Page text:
Is Blockchain Technology a Digital Revolution?

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As more and more retail shopping moves online, it’s not surprising that new forms of online payment are being developed.

One of the most famous of these is bitcoin, a digital currency that was released anonymously in 2009. Free from government control, bitcoin soon gained notoriety as a favored currency for black market transactions conducted online. Despite its rocky start, bitcoin continues to survive and has gained some respectability on Wall Street, where investors can now buy bitcoin futures. At the same time, many financial experts warn that bitcoin represents the biggest financial bubble since the dot-com era in the late 1990s.

Blockchain is the technology that underlies bitcoin. The Harvard Business Review offers a simple definition for this complex technology: “Blockchain is an open, distributed ledger that can record transactions between two parties efficiently and in a verifiable and permanent way.” The blockchain ledger is digitized and decentralized; it uses cryptography to deter counterfeiting. It grows as new transactions are added in the form of encrypted blocks, hence the name blockchain. Because a blockchain of data is decentralized and typically managed by a peer-to-peer network, it doesn’t belong to any institution. It is open and shared, like the Internet. The software that runs it is open source, which means it’s maintained by a group of dedicated volunteers.

One way to understand this new technology is to think of a blockchain as containing all of your personal financial transactions. In this scenario, a single block would be similar to a single bank statement representing a month of transactions. One important difference from your personal financial records, which are stored in a secure database owned by a financial institution, is that a blockchain is stored in a distributed database that can be accessed by all parties involved in a transaction. The blockchain grows as new transactions are added. Blocks are permanent and can’t be deleted; there can be a limitless number of blocks in a blockchain, connected in chronological order.

It’s important to remember that blockchain is not the same thing as bitcoin. Besides forming the basis of bitcoin, a variety of other uses have been identified for blockchain’s distributed ledger technology. Although the financial industry was initially skeptical, blockchain has become one of the hottest banking trends. More than $240 million in venture capital was raised by blockchain firms in the first half of 2017. Some of these firms, such as New York-based R3, are consortiums of financial institutions that have teamed up to investigate the technology. At the same time, many banks have started proof-of-concept programs to help evaluate blockchain’s potential.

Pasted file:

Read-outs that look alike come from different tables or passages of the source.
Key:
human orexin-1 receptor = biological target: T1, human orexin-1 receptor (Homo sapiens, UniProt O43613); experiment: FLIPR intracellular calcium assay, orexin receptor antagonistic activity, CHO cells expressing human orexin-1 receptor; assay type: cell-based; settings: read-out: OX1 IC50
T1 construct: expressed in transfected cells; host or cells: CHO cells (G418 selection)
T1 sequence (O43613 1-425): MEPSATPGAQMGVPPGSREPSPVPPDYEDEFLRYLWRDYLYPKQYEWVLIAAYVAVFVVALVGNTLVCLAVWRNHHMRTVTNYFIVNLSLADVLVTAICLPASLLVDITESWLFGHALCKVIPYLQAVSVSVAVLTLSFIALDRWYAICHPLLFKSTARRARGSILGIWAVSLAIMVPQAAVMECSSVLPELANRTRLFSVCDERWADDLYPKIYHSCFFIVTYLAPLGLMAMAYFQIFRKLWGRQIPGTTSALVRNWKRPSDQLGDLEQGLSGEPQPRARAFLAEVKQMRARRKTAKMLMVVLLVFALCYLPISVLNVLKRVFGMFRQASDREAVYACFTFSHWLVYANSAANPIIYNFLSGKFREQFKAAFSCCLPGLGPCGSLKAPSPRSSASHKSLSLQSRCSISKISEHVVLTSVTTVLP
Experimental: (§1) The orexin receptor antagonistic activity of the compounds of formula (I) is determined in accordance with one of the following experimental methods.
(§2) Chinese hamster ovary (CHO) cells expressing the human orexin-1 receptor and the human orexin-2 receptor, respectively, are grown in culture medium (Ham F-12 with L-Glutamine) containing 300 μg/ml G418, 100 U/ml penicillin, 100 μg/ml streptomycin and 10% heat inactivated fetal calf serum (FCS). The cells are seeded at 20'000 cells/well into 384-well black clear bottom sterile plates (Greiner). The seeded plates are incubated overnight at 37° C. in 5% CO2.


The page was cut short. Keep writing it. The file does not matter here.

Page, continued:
Some of the uses being investigated for blockchain include post-trade settling of securities; payment systems; identity verification; and managing the lifetime of loans. Many of these applications are currently paper based, so rebasing them on blockchain technology will bring them into the digital age. Perhaps the most notable blockchain project is being undertaken by the Australian Securities Exchange, which plans to move to a blockchain system for post-trade securities settlement.

In contrast to the hype surrounding blockchain technology, the Harvard Business Review is cautious. Using a distributed database is a fundamental change from the current way secure data is stored. It removes the need for a trusted third party, such as a bank, to verify a transaction. “It has the potential to create new foundations for our economic and social systems. But while the impact will be enormous, it will take decades for blockchain to seep into our economic and social infrastructure.” In other words, blockchain is so new that we haven’t even thought of all the ways it can be used.

One of the current innovative uses of blockchain is for “smart contracts” that automatically transfer payment when a set of agreed-upon conditions is met. For example, a smart contract could release payment when a shipment of goods passes a certain set of GPS coordinates. This innovation has the potential to turn the contract sector on its head, affecting everyone who currently processes a traditional contract. Such a momentous change can’t happen without buy-in from all the institutions involved. For institutions, this means building organizational expertise in blockchain technology, investing in the necessary infrastructure and doing the research needed to discover organization-specific applications.

Besides smart contracts, some of the transformative blockchain applications predicted by the Harvard Business Review include large-scale identity systems for functions such as passport management and financial-tracking systems designed to prevent money laundering. It is also predicting that new tech companies, the Googles and Facebooks of the future, will provide platforms to support the new technology. It appears that blockchain is a digital revolution that could eventually touch all our lives. It’s only a question of when. ■

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